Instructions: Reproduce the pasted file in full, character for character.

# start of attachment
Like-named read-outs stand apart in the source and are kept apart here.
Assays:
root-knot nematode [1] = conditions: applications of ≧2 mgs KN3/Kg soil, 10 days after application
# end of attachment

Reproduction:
Like-named read-outs stand apart in the source and are kept apart here.
Assays:
root-knot nematode [1] = conditions: applications of ≧2 mgs KN3/Kg soil, 10 days after application